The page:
Updated: Sep 8, 2021
While traveling by train in England, the words, “mind the gap” could be heard over the loudspeaker. It was a warning to me and to the other riders to be careful stepping over the open space between train and platform. Being aware of the gap allowed me to move safely on and off the train.
This transition or crossing over to another space was challenging, especially when I was carrying luggage and rushing in with the flood of people during peak riding times. Yet, transition, I must, to get to my destination. So, as the voice shared, I minded the gap and transitioned safely.
The liminal space, or the transition from one stretch to another, is not limited to train platforms. Liminal spaces exist in many different areas and times of life. In fact, I have found myself residing in a liminal space between the life I knew before my husband’s death, and the life I am experiencing after. I have come to realize this liminal time is set aside to grieve, learn, grow, explore, and struggle with what once was, while anticipating what could possibly be.
In the first months residing in my new liminal home, I found myself stuck. Unable to move forward with daily tasks. Lacking the vision to see a future that could ever have meaning. Void of any sort of clarity for the life beyond the stark reality of my husband’s death, and my current life alone. Yet after many, many months, numerous days reduced to tears, it seemed the filter of sorrow began to clear.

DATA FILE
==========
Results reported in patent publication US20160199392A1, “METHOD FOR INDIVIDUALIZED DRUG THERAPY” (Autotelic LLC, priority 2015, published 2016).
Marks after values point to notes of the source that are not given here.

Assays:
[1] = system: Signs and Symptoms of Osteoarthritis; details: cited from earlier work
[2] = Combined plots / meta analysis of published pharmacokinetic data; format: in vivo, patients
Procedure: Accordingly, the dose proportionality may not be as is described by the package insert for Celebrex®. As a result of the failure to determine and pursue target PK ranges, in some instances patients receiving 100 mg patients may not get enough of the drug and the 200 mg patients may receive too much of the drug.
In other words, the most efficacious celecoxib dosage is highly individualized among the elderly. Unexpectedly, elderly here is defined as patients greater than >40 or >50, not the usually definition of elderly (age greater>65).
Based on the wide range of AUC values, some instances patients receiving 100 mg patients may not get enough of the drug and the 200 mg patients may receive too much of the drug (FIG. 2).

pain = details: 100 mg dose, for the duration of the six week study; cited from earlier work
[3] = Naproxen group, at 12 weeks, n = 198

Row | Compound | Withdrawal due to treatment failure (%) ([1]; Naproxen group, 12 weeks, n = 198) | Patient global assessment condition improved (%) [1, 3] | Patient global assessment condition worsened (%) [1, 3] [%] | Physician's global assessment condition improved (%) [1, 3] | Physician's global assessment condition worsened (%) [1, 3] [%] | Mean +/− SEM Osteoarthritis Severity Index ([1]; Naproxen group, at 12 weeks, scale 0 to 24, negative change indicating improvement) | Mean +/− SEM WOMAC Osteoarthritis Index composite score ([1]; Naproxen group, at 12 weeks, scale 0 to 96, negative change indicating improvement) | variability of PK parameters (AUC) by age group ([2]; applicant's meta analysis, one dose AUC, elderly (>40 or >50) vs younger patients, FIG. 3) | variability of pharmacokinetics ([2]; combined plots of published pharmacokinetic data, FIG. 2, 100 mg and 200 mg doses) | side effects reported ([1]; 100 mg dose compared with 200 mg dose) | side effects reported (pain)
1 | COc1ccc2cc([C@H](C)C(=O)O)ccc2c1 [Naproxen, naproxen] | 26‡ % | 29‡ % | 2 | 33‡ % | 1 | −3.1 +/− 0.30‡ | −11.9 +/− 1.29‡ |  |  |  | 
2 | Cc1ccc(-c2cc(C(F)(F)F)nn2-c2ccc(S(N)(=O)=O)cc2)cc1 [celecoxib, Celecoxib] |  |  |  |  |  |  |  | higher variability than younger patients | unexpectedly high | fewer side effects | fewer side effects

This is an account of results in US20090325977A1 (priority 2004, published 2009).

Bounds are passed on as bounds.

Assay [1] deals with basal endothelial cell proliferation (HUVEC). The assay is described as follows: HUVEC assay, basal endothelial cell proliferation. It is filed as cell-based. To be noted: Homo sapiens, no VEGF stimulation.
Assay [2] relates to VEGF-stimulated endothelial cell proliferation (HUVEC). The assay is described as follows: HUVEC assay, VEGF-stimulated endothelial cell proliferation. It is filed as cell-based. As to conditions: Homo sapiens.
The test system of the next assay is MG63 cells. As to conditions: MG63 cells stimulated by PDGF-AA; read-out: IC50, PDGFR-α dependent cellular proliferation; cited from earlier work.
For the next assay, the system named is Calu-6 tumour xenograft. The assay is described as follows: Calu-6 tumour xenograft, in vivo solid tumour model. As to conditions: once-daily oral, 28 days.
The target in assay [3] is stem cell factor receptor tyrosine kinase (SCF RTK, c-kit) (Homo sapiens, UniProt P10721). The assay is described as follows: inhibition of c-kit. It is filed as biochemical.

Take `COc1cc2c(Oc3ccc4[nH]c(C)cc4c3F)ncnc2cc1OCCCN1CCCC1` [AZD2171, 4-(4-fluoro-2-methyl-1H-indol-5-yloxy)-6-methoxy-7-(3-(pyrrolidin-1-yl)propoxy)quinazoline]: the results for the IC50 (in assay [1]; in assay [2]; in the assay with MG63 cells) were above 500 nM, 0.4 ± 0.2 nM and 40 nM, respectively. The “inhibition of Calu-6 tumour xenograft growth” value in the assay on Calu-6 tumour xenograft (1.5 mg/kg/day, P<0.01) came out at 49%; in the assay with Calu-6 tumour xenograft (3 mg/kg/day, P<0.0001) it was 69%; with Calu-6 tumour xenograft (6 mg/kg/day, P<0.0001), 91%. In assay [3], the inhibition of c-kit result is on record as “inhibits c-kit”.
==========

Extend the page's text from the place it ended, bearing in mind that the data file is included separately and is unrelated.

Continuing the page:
Discovery and clarity eventually began to emerge in the liminal space. The possibility of a future began to bubble below the surface, and slowly worked its way upward. What materialized were glimpses of what could be. The wisdom to manage the budget and financial responsibilities. The strength to take on home repairs once not part of my wheelhouse. Life with a new partner to do the day to day things. Even laughter became a regular resident amid my days in liminality.
Don’t get me wrong. There were many times when fear threatened to halt my progress. Where ignorance knocked me off the prescribed path. When I lost my focus and reverted to the earlier ways of coping: Sleepless nights binge watching mindless TV; too many glasses of wine before bed; melting down when I felt slighted by family or friends. In those times I tried to lean into the Creator for guidance and support. And don’t think I did this all the time. On the contrary, I found myself trying to go it alone far too frequently, and failing miserably.
It became essential for me to reach out to God for guidance and direction through the liminal space in which I found myself. I leaned heavily on Christ, being reminded often that, “I can do all things through Christ who gives me strength.” (Philippians 4:13) This sustained me through the liminal time that appeared to lack any sort of conclusion. The bible passage helped to connect me with the Creator, giving me an Anchor in the unsettling time. This Anchor still affords me space and time to explore life, and to begin to settle into the new reality that is emerging. The way forward beyond the liminal space is slowly coming into focus.
As I prepare to exit the liminal home where I have long been dwelling, into the life God has in store for me beyond my husband’s death, I realize there will be another liminal space that will present itself. My life, it seems, is always in transition; constantly moving from one phase to another. Author Brandon Robertson has this to say about this movement:
“In moments of transition, we are simply to BE. We are to pause and acknowledge that a
transition is taking place. Instead of seeking to abruptly pass through a threshold, we are to